Vanguard Presbytery held its semi-annual presbytery meeting in Hanover, Pennsylvania on October 20, 2023. I was expecting Hanover to be a very small community, but it was larger than I realized. It is still a small city, but there are many souls there that need to hear the gospel. Those who were arrived early enough on the 19th were able to be part of the neighborhood evangelistic efforts. Twenty-eight people were evangelized in some detail and the teams ministered to and prayed for many others.

Like every presbytery meeting, the morning was devoted to preaching and prayer. The primary business of the court was to examine two ministers transferring into Vanguard Presbytery—Freddie Knox and Mic Knox, father and son. After many years in the Church of God, Freddie Knox was driven to the reformed faith by his study of the Scripture (and, I am sure, by his son, Mic, who is a graduate of RTS in Atlanta). Freddie assists his son in the work at Gospel Reformed Church in Powder Springs, Ga. Mic Knox was a pastor in the PCA before transferring into Vanguard. His new church has 75-90 people attending every Sunday. Both men were unanimously received as transferring ministers with their ordination credentials being accepted by the court. Since our meeting, we have learned that the leadership team of Reformed Gospel Church voted unanimously to pursue affiliation with Vanguard Presbytery in 2024. 

There were also two candidates for the ministry who were received by presbytery after the court listened to their conversion experiences and calls to the ministry—John Michael Parsons and Jacob Phillips. Parsons and Phillips both live in the Birmingham, AL area and are being mentored by Al Baker. They both feel called as evangelists and are pursuing their theological education for ordination. I think they are probably both enrolled in Vanguard Presbytery’s School of Ministry (which by the way has between 15 and 20 students now). 

Presbytery also received the report on the particularization of the Grace Covenant Reformed Church of Clovis, New Mexico. This is a congregation that was started by RE Erick Welsh with the help of TE Ryan Denton. Denton is also starting the mission church in Lubbock, Texas—Lubbock Reformed Church. Additionally, presbytery voted to start a new mission work in Midland, Texas with a good sized group already developing there. The pastor of that church, if he passes the examination for the transfer of his ministerial credentials, will be Rev. Cody Pope. They have already received gifts of more than $50,000 to help them get started. There are some options for new churches in other places. One possible mission work is in a city which cannot be mentioned at this time. We also were contacted this week by a new church in another Texas city which has 60 people attending and they are interested in Vanguard. From what I know as of this writing, the leaders of that new church are in agreement with the basic principles of Vanguard.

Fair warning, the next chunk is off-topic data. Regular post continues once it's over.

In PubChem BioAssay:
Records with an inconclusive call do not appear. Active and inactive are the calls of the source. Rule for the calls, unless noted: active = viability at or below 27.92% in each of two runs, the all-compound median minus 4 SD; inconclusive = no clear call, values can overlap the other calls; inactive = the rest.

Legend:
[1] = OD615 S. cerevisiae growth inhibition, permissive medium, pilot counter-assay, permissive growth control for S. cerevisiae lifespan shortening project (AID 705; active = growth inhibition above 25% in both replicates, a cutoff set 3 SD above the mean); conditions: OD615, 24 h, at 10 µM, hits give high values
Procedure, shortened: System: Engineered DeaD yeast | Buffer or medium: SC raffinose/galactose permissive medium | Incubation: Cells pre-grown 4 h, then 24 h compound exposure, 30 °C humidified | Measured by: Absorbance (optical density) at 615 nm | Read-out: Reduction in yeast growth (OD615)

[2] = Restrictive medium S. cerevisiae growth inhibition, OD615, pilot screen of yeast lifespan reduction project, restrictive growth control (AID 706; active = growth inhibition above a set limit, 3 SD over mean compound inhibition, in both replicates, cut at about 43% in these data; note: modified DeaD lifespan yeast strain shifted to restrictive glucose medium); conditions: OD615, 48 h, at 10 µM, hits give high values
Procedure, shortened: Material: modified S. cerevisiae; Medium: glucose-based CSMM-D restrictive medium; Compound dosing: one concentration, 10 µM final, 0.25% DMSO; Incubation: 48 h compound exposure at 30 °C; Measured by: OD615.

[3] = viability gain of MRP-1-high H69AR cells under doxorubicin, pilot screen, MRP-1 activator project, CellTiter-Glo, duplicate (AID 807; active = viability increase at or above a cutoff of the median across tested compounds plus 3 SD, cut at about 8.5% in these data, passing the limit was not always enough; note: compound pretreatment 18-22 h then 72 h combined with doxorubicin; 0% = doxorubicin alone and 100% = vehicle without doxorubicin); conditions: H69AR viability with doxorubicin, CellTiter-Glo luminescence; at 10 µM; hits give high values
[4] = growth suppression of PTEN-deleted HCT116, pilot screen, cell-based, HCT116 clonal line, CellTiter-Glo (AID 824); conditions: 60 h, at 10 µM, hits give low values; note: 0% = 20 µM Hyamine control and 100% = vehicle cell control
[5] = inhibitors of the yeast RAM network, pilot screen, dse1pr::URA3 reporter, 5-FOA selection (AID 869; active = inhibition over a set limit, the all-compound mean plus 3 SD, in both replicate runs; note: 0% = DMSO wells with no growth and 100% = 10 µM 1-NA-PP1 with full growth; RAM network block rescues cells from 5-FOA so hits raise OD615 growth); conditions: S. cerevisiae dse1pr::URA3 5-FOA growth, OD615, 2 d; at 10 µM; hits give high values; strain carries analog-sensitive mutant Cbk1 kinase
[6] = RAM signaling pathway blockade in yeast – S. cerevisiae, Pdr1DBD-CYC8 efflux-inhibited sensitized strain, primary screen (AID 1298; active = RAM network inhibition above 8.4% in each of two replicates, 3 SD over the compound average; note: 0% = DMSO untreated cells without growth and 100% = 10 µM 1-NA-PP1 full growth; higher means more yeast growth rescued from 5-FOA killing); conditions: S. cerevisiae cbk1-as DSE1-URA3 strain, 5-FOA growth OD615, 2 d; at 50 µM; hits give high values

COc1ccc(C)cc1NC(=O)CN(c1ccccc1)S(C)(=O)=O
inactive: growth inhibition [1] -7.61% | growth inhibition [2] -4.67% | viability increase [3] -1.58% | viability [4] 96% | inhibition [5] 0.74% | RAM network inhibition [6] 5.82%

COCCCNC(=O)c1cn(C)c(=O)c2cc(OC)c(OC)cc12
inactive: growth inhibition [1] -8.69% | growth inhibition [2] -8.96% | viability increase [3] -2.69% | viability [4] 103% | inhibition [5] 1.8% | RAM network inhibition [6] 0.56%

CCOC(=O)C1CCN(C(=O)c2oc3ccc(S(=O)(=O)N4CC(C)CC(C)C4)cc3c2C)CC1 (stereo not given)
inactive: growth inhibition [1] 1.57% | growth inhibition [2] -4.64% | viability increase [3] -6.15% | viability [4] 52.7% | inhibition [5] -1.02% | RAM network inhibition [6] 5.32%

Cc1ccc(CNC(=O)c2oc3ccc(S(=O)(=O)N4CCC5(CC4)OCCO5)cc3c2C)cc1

Al Baker, Vanguard’s mission pastor, reported to presbytery last Friday that the Church Planting Committee is looking at starting new mission churches in cities where progressive churches predominate—Austin, Texas; St. Louis, Missouri; and, Nashville, Tennessee are some of the cities being explored at the moment. The committee has some contacts in each of those cities already. The presbytery recognizes that Vanguard is most attractive to people who live in cities with few conservative Presbyterian churches as options. While ministers and churches think that their denominations can be turned around and they have a conservative reformed church option, they are not as interested in starting a Vanguard church. On the other hand, a potential member of the new mission work in Midland, Texas wrote to me on Sunday the following (after I had answered several of her questions about Vanguard): “Thank you so much for your reply. The more I hear, the more I’m thankful for this denomination.” The new ministers transferring into Vanguard express the same sentiment. The young men becoming ministerial candidates express the same sentiment. We realize that that the Lord is not going to exponentially increase Vanguard Presbytery through a large influx of churches leaving existing Presbyterian denominations. Instead, the Lord is doing something more wonderful. He is bringing to us people who are excited about the principles that Vanguard stands for. 

Another interesting tidbit about our meeting last week was the attendance by a meteorologist for the National Weather Service, Mark Tew, who is also a creation scientist. He told me that the scientific data just does not support any view other than the creation accounts in Genesis, including creation in six 24 hour days. He attends Grace Presbyterian Church in Hanover where Jeff Sheeley is the pastor. Mr. Tew has various lectures online about creation. I have not yet had the opportunity to listen to those lectures, but I plan to do so. You should also. I asked Mr. Tew if he was alone among meteorologists in holding to Christian science and he told me that there are many of his colleagues who share his views. True scientific facts are stubborn little things that cannot be ignored. 

Dewey Roberts, Pastor of Cornerstone Presbyterian Church in Destin, FL 


Please send any donations to: Vanguard Presbytery, PO Box 1862, Destin, FL 32540 

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